State Sen. Michael Baumgartner explains to a group of students that Washington's teachers unions are preparing another lawsuit.
PRIDE Prep and Spokane International Academy
— Spokane's two charter schools — held a celebration Monday night for the new law passed by state lawmakers earlier this month that made charter schools legal again. Yet even as the kids celebrated, state Sen. Michael Baumgartner gave them a realistic preview of the fight ahead to keep their schools open.
"The reality is your efforts are not finished," he said. "We're going to continue to need your help."
was finished for the day at PRIDE Prep
, it was 80 degrees out and the kids all had plenty of pizza to stuff in their mouths. Baumgartner, R-Spokane, state Rep. Bob McCaslin and Chris Cargill from the Washington Policy Center all showed up and gave short speeches.
Cargill took the microphone first and praised the bipartisan bill, which shifted state funding for charter schools from the general fund to the state lottery account, addressing part of what the state supreme court ruled as unconstitutional last year. Cargill said charter schools are here to stay. Then Baumgartner took the mic.
"Chris said that charter schools are here to stay," Baumgartner said. "We certainly hope that is the case. We want that to be the case. We will fight for that to be the case."
A group of charter school students eats pizza.
The state's largest teachers union — the Washington Education Association — announced a week after the passing of the bill that it would join a lawsuit
challenging the constitutionality of the law. Baumgartner, in his short speech Monday, tried to explain to the middle school students that the teachers unions in the state "don't like anything that encroaches or impedes on their ability to dictate what happens in Olympia."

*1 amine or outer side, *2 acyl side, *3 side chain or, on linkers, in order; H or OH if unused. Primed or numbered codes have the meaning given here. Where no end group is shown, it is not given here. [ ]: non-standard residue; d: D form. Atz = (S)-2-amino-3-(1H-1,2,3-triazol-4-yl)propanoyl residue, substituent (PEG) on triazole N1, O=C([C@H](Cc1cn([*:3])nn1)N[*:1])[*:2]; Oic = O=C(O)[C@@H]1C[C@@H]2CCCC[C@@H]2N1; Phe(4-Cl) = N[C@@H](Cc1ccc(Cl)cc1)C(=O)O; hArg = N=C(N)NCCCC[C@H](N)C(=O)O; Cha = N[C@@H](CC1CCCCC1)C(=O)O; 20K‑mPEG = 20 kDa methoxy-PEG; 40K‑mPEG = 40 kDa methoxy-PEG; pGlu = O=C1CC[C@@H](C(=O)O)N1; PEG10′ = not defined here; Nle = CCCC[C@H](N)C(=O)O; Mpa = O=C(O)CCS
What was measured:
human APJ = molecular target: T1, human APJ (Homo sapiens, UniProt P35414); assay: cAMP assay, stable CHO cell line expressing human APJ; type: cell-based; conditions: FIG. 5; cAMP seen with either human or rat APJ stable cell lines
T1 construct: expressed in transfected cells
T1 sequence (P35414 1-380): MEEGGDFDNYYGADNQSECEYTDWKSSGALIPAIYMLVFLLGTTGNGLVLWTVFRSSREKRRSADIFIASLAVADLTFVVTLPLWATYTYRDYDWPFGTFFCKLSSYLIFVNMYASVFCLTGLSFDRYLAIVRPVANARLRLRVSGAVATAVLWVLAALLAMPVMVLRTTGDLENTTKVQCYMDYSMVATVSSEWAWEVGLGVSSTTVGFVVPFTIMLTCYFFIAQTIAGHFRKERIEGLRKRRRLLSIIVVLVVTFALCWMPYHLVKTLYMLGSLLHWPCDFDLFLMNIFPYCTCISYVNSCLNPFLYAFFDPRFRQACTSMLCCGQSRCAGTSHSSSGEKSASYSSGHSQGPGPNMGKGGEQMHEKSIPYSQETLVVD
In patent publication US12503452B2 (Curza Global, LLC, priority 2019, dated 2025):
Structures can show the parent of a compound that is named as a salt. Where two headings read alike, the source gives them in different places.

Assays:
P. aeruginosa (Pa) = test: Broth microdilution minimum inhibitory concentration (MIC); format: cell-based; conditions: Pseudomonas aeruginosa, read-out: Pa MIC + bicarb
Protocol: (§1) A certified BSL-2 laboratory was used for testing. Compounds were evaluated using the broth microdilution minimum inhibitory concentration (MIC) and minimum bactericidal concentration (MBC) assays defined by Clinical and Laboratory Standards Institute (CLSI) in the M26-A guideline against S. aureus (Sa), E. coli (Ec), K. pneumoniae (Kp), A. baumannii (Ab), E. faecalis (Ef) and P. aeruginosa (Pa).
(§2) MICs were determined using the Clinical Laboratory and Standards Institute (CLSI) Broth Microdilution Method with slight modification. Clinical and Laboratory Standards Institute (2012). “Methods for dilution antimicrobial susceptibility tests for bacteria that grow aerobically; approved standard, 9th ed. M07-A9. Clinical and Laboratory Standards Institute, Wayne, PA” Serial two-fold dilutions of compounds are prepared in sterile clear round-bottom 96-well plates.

"Right now the state's teacher union is preparing yet another lawsuit before the Supreme Court to go and argue what we just passed, and allowed charter schools to stay open, is again unconstitutional," Baumgartner said, as the kids chewed their pizza. "So there will be another lawsuit."
McCaslin then spoke, bringing up his time as a kindergarten teacher and pointing out that he deals with "some of the same behaviors" in the legislature as he did as a teacher. He then addressed the kids.
"Who's gonna carry on and who's gonna make a big difference in this world? It's you guys," he said.
Travis Franklin, who founded Spokane International Academy, and Brenda McDonald, who founded PRIDE Prep, then thanked the state representatives, parents
and students who helped push for charter schools to be saved.
Teachers unions argue that there is still no publicly-elected board overseeing charter schools, therefore they should not receive taxpayer money, especially when the state's public education system has been ruled criminally underfunded. Wherever the state funding comes from, that argument is not likely to change. And the number of students in public education far outnumber the roughly 1,100 students in the state's charter schools.
Left to right: Chris Cargill of Washington Policy Center, Travis Franklin of Spokane International Academy, Brenda McDonald of PRIDE Prep, Rep. Bob McCaslin and Sen. Michael Baumgartner
Maggie Meyers, a spokeswoman for the Washington State Charter Schools Association, says she believes charters are on firmer ground legally than they were before the law was passed earlier this month because of the funding shift. But Baumgartner, speaking after his speech, admitted that it's a "distinction without a difference," and that it comes down to more fundamental beliefs.
"Do you believe in more school choice and the end of a one-size-fits-all education? Or do you believe in a teacher union monopoly? That's really the two choices, and ultimately what the public wants is more school choice, and they voted for it directly," he said, referring to the 2012 charter school initiative passed by voters.
He said charter schools would "absolutely not" have been saved if it weren't for the testimony in Olympia from charter school students and parents.
"Charter schools are serving so many kids from disadvantaged backgrounds and so many students of color," Baumgartner said. "I think that particularly was a strong voice."
McDonald said none of the politics will affect the students too much.
"I think this is just the future of charter schools in Washington," she said. "I think we're constantly going to have opposition."